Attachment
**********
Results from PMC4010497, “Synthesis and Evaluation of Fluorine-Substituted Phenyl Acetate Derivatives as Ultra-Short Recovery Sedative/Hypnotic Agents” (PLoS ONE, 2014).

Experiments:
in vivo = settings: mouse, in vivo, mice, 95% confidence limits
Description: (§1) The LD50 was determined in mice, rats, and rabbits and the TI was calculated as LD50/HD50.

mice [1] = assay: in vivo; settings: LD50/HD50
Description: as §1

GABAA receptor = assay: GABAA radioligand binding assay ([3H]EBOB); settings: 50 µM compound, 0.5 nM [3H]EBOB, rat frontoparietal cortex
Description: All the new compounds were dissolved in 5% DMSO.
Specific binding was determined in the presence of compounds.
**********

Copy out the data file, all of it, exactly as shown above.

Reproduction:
Results from PMC4010497, “Synthesis and Evaluation of Fluorine-Substituted Phenyl Acetate Derivatives as Ultra-Short Recovery Sedative/Hypnotic Agents” (PLoS ONE, 2014).

Experiments:
in vivo = settings: mouse, in vivo, mice, 95% confidence limits
Description: (§1) The LD50 was determined in mice, rats, and rabbits and the TI was calculated as LD50/HD50.

mice [1] = assay: in vivo; settings: LD50/HD50
Description: as §1

GABAA receptor = assay: GABAA radioligand binding assay ([3H]EBOB); settings: 50 µM compound, 0.5 nM [3H]EBOB, rat frontoparietal cortex
Description: All the new compounds were dissolved in 5% DMSO.
Specific binding was determined in the presence of compounds.